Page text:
First, let me get the good news out of the way. My recovery is going well, and the doctor cleared me for Mitchell. Fitness is snapping back, and I’m even relatively optimistic that I can do well. I will not be riding with a time in mind, but I think that based on my recent performances, I could do better than I hoped. Most likely I will be within the 8-10 hour range — slower than last year, but pretty strong given my recent injury battles.
We finally got the results from my bone scan. I suspected my bone density to be on the low side, but it still came in well below my expectations. According to the test, both of my femurs are in the osteopenic range. That means that if not improved, this condition could eventually develop into osteoporosis. As my doctor put it, this changes the dialog for the last several months. This was likely the underlying cause of the injuries, and also the likely culprit for some of the pain I endured during the recovery.
I have to give a shout to Hill Junkie and all my doctor friends who pushed me towards getting a bone scan. I had asked for one in the past, but it took some persistence to get the doctors to order the test.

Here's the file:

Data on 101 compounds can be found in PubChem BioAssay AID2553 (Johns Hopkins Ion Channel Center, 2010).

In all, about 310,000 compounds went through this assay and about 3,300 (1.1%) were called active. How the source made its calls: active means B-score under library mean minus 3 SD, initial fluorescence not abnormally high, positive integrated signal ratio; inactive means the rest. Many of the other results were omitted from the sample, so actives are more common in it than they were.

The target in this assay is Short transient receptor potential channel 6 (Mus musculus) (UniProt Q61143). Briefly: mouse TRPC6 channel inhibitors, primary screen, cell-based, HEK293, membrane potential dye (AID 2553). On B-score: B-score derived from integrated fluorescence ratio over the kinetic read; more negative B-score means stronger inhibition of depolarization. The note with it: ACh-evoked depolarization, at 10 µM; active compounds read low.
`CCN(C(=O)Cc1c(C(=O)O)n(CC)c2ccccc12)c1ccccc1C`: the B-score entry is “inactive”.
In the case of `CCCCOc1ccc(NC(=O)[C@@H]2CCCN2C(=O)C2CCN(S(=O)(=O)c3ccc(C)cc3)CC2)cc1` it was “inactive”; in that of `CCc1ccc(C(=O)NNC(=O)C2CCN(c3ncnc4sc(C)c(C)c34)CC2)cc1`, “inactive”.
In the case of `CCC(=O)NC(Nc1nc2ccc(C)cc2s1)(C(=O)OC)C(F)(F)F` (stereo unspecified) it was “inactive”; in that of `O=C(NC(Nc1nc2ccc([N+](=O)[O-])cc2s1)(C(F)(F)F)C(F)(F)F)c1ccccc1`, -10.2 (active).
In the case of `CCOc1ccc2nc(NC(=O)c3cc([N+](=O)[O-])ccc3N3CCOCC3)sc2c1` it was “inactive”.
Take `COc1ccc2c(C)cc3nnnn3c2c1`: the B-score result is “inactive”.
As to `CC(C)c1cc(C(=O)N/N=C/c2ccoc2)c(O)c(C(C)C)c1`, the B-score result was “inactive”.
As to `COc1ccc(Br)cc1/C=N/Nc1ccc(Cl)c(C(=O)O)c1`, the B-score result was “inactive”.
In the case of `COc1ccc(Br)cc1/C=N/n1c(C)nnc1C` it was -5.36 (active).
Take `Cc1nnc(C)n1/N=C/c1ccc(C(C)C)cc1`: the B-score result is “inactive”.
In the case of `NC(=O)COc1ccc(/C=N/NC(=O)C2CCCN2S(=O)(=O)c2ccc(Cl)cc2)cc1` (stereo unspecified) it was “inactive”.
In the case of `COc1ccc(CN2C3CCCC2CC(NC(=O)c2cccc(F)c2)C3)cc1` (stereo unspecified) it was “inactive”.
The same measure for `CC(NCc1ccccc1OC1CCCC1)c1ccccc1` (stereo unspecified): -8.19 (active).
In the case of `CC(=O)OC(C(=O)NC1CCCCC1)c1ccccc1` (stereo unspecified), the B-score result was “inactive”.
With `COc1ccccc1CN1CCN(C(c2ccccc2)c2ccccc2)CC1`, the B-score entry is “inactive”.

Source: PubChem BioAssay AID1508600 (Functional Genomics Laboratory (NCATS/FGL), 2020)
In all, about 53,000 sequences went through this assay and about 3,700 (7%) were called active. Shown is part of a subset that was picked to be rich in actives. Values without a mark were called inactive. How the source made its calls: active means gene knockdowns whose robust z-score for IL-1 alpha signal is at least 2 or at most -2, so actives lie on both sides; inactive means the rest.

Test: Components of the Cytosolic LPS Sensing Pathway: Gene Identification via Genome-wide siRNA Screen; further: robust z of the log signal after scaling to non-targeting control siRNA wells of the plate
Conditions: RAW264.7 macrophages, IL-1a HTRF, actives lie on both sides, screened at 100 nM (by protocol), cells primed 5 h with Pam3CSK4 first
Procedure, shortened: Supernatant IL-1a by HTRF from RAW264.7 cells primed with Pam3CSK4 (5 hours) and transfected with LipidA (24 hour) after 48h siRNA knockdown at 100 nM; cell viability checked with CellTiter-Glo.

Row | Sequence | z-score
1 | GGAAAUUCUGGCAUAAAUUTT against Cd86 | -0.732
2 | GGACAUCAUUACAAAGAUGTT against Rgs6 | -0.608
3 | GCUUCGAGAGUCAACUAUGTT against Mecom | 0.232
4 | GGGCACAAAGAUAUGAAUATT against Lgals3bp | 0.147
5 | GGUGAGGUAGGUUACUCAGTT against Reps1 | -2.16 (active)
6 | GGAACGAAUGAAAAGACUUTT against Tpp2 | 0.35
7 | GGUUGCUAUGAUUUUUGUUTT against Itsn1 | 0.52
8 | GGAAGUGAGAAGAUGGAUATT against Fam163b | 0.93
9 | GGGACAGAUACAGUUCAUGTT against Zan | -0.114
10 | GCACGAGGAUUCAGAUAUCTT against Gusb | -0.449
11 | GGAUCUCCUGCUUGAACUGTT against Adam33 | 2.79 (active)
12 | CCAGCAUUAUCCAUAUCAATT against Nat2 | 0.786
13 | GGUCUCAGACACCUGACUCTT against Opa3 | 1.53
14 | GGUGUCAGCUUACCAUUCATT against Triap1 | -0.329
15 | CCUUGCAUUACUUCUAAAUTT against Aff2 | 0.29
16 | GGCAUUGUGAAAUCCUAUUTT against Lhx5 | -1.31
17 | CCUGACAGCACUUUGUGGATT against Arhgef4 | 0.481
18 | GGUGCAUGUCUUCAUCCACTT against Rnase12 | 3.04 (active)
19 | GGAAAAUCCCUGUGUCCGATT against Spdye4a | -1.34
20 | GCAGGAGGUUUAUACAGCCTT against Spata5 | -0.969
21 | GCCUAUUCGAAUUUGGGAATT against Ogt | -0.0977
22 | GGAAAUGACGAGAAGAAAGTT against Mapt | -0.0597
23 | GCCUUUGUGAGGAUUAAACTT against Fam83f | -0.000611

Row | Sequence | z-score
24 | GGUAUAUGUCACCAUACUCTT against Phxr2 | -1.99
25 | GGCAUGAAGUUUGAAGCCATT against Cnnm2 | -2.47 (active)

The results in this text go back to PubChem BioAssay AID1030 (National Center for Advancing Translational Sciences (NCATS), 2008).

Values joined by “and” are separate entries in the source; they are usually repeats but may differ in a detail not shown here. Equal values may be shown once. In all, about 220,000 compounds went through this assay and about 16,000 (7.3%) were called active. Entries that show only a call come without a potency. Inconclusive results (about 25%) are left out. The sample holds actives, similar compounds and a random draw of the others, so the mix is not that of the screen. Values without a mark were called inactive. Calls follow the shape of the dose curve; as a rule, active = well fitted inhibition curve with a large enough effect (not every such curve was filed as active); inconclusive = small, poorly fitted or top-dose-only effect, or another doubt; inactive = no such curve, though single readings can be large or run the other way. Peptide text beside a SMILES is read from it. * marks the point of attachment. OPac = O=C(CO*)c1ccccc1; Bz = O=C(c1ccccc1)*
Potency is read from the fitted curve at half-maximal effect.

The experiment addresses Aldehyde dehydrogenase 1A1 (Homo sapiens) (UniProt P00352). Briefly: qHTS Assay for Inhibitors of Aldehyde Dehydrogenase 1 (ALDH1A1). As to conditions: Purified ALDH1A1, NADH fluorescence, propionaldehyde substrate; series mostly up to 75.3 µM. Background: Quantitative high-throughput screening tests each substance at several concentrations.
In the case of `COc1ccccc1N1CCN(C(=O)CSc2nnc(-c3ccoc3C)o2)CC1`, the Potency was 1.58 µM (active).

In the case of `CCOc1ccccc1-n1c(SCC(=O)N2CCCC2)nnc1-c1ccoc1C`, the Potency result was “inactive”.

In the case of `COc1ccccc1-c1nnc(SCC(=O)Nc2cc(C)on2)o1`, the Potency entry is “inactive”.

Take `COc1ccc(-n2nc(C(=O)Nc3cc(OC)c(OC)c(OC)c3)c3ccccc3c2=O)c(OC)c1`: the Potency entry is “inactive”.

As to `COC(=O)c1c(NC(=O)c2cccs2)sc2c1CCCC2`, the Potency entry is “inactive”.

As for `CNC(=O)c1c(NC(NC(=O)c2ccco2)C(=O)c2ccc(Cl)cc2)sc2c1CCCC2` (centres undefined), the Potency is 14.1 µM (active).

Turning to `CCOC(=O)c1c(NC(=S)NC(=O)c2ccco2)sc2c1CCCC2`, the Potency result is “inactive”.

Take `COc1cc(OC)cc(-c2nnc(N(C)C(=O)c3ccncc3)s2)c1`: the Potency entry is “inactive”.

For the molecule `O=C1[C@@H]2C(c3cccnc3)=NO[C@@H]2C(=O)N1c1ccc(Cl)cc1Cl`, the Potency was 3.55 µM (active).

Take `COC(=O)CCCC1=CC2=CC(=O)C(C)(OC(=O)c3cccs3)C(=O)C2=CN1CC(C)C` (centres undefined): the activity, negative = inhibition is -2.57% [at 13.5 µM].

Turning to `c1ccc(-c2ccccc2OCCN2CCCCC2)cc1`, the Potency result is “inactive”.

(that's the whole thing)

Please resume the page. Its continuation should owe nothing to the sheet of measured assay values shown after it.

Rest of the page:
The question is, what caused this? It is not normal for someone my age to lose bone density. I brushed off my laptop, and did some not-very-scientific internet diagnostics last night. Here are my conclusions:
1. No Weight Bearing Exercises. Cycling may be great exercise, but it is not great for bone strength. The doctor suggested running, walking or weightlifting. A friend suggested jumprope. I’ll be doing nothing at least for the next couple months while the hip continues to recover.
2. Diet Cola. My last remaining vice is that I drink way too many diet soft drinks. My daily routine is one in the morning, one at lunch, and sometimes one in the afternoon. If I’m feeling particularly sluggish, I’ll have one before I ride the bike. The average is probably 2-3 a day, which some recent studies have said can lead to hip deterioration. That’s a warning sign if I’ve ever heard one.
3. Thyroid Issues. A good friend of mine encouraged me to check some levels in my thyroid. I have had thyroid issues in the past, so this is a distinct possibility.
The next step is more diagnostics, and probably more supplements. I’ll be working again with my family doctor to determine my needs. There’s a chance I’ll need to see an endocrinologist.
The good news is that I caught this early. If this was a problem that went unnoticed, I would have a tough time when I turn 70.
In the meantime, I’ll continue riding my bike.